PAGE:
Kerry's problem with black voters
JOHN KERRY marched into South Carolina showing how he could connect with the "brothers." He scored the biggest black male endorsement in the state with the backing of US Representative Jim Clyburn. His primary television spot featured one of his African-American and Vietnam buddies from South Carolina, David Alston. Alston, now a minister, said, "When the bullets began to hit the side of the boat -- the boom, the pow, pow, pow -- we found out John Kerry can lead."
The "sisters" want to see more than wartime macho and political muscle. Many African-American women were among about 200 people who watched last week's Democratic presidential candidate debate on wide screen televisions at Allen Temple African Methodist Episcopal Community Center. The community center was within walking distance of the actual debate in spiffy, refurbished downtown Greenville. But within just the 15-minute walk from the hotels and the performing arts center, neglect, decay, and abandonment in the black community were evident.
As aromatic soul food buffet wafted in the air, the women were looking for a candidate who could metaphorically rise out of the performing arts center and connect to that decay and to the struggles of mothers, seniors, and children. As the debate wore on, a group of African-American women from the Greenville area said Kerry was a long way from convincing them he had enough soul to trust him.
"He didn't have the extra push a front-runner should have," said Jessie Wofford, 64, a retired health insurance benefits analyst.
"I was a little disappointed. He didn't have the fire or desire," said Markylena Tolbert-Miller, 44, election commissioner for Greenville County.
"He has to open himself up more," said Elizabeth Brock, 53,, a housewife.
"Too Washington, too D.C.," said the Rev. Carrie Manigault-Tillman, a grandmother. "I just don't see him as a hands-on person. Too stiff."
"Kerry wasn't coming across like he should have, he should have been more direct," said the Rev. Annie Blackmon. "Our problem is jobs. He needs to respond to the problem. He really wasn't tuned in."
South Carolina told Kerry how much more he needs to tune in by rejecting him in favor of neighboring Senator John Edwards. While Kerry won Missouri and several other states last night, the women above told of struggles that, in their minds, Kerry has not yet touched. Wofford, a breast cancer survivor, was laid off from her $16-an-hour job when the firm cut jobs. Despite her retirement pay, she now works 18 hours a week for $8.50 an hour at a firm that tests employee urine samples.
Tolbert-Miller's mother is 76 and suffers from rheumatoid arthritis, high blood pressure, a hernia, and heart problems, but she is forced to work for $7 an hour at K Mart to afford her medicines, which cost $400 a month. Her Social Security pays only $500 a month. "That's not counting her hospital visits," Tolbert-Miller said.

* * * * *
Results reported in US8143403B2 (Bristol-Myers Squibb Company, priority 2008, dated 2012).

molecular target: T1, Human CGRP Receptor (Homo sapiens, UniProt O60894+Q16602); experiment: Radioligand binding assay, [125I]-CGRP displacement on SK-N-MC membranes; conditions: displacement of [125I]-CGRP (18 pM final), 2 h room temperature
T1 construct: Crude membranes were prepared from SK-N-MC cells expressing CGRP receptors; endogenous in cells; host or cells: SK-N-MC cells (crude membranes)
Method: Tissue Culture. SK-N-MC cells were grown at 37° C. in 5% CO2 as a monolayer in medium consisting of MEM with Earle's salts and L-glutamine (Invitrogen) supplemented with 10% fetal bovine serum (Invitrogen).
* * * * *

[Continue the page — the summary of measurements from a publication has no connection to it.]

Tolbert-Miller is also a counselor who helps low-income cancer patients obtain expensive medicines, and she says the K Marts and Wal-Marts have many employees like her mother. "Just today, I helped a woman with cancer who has insurance, but she had to pay half of $1,300 for medicine," Tolbert-Miller said. "She only makes $400 a month. She really needs to take time off and rest with her treatments, but she has to work to keep the insurance. What we're doing to our seniors is terrible."
To these women, the debate was won by Al Sharpton. Most of these women said they were not voting for Sharpton because their priority was to get President Bush out of office. Sharpton only won a small amount of the vote in South Carolina. Wofford, who was leaning toward Kerry because of his New Hampshire victory speech, said, "Sharpton answered questions forthright. He keeps the issues right in your face. I admire him for that. The other guys do not do as good a job at that."
Tolbert-Miller, who has to stay neutral as elections commissioner, said Kerry was among her favorite candidates. But she and the other women were peeved at Kerry for what they perceive as a top-down strategy of winning black voters with the endorsement of Clyburn and Vietnam vets. That afternoon, Allen Temple was packed with 800 people for a candidates' open house. Only Sharpton and Edwards made time to show up.
"We all respect Clyburn a lot," Tolbert-Miller said. "But if Kerry wants to get people truly excited, he has to be seen shaking hands with the people who are dealing with everyday problems. It's not enough just to say you've got black friends. You've got to show you're going to be our friend, too."
The minister of Allen Temple, Caesar Richburg, agreed, even though he too, was leaning toward Kerry for his perceived electability. "He needs to let go of the formal air," Richburg said after the debate. "He's got to communicate compassion. That did not happen tonight."
Derrick Z. Jackson's
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